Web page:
Magna Carta "perhaps a precursor to devolution"
It is better known as the first formal document to limit the power of the monarch and protect the rights of individuals. But could Magna Carta also be seen as a precursor of devolution?
Lord Bourne of Aberystwyth thinks so. The former Welsh Tory leader made his maiden speech in the House of Lords during a debate on the iconic charter, the 800th anniversary of which is to be celebrated in two years.
"The Magna Carta of 1215," he said, "is the basis of most of our freedoms and a basic statement of the rule of law" before noting its separate provisions for Wales and Scotland (check out paragraphs 56 to 58).
"It is perhaps a precursor both of the Union and of devolution. In the light of our relatively new devolution arrangements within the United Kingdom, I wonder whether a constitutional document should now set out the legal rights and duties of the United Kingdom, building, I hope, on the work of the Silk commission—I declare an interest here, as a member of that commission—and after the referendum in Scotland."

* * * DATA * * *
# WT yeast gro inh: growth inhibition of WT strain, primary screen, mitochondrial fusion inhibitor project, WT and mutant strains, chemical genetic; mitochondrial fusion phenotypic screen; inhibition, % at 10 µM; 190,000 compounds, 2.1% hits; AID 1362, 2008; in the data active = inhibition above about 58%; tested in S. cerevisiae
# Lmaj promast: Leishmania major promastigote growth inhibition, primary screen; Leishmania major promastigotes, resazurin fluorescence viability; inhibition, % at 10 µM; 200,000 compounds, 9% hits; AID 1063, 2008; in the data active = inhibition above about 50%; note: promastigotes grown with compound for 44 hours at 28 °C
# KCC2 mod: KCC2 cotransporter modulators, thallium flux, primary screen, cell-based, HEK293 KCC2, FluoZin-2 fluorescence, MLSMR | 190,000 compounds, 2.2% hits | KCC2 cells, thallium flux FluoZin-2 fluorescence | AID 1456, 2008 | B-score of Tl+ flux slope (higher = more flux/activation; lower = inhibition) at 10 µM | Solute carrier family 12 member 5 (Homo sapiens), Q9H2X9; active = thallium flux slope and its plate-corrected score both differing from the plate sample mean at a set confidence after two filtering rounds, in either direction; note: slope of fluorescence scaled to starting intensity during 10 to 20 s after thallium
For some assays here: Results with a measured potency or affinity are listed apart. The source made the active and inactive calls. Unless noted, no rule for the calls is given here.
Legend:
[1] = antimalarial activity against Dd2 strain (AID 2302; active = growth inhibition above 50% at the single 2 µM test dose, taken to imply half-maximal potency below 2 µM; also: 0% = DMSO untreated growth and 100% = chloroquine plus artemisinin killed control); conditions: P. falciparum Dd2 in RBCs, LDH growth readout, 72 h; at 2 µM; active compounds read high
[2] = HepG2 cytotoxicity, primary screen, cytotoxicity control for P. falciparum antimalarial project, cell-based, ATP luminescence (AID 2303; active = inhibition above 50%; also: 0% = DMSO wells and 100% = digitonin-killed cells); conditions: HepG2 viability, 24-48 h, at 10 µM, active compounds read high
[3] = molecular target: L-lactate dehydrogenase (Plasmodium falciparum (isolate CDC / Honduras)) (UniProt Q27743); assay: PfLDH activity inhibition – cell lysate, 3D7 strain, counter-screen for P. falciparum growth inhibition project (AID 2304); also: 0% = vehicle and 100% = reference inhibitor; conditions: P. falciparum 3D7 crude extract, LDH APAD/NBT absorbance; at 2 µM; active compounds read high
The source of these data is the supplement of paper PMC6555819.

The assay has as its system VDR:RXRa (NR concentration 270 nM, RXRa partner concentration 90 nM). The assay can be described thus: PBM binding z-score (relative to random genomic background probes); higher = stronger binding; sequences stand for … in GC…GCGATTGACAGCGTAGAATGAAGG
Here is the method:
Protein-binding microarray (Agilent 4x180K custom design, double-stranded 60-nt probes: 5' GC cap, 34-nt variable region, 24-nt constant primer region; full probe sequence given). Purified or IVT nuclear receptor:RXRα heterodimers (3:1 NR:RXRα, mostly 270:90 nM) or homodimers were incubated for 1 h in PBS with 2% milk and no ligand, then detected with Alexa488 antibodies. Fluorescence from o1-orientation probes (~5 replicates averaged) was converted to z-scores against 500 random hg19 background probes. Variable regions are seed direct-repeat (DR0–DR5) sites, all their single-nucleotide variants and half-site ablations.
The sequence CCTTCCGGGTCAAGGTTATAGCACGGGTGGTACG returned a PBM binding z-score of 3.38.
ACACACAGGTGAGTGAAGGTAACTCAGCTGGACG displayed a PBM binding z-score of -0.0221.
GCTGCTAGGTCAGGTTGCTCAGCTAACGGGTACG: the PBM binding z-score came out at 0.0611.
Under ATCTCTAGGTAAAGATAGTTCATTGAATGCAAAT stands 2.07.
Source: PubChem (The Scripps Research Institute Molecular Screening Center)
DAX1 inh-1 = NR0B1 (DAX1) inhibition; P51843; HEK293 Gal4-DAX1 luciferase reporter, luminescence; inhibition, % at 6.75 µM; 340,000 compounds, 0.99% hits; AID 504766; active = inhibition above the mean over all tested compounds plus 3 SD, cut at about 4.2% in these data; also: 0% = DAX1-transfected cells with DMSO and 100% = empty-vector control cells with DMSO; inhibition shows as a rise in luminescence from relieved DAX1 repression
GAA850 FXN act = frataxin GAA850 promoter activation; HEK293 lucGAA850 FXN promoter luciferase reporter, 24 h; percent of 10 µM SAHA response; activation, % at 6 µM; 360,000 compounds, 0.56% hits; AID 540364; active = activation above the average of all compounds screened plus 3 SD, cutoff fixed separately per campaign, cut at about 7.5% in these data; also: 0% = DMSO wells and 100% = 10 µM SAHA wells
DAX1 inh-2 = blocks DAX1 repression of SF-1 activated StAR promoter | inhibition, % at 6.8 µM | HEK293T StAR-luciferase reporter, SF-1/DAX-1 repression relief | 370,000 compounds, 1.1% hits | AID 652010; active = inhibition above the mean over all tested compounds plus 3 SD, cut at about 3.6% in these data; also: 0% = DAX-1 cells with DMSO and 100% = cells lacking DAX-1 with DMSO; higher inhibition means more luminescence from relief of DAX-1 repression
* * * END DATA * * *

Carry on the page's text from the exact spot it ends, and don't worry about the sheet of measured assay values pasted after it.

His speech name checked Jamie Oliver, Charles Dickens and Rudyard Kipling, but its main point was the need for a written constitution: "We need to look anew at the issue of having constitutional documents containing our fundamental freedoms.
"Should our precious freedoms be set out in some constitutional document? I know that this has not been the traditional British approach. Mr Podsnap in Dickens's Our Mutual Friend was asked in relation to our unwritten constitution how other countries do:
"'They do, Sir', returned Mr Podsnap, gravely shaking his head; 'they do—I am sorry to be obliged to say—as they do!'".
"A written constitution, even an entrenched one, is admittedly no guarantor of liberty and rights. Some of the worst despotisms in the world have written constitutions. Yet with democratic roots, and with some of the challenges that we now face that are posed to our liberties, this question needs looking at anew."
Maiden speeches tend to be uncontroversial and personal. Lord Bourne found time to thank the woman who chaired his first public speaking engagement as a student in Cambridge. Jean Barker is now better known as Baroness Trumpington, whose long life includes time spent as a Land Girl on Lloyd George's farm during World War II.
Lord Bourne's first speaking engagement must have gone well. Lady Trumpington would have been sure to let him know if she didn't like what she had heard.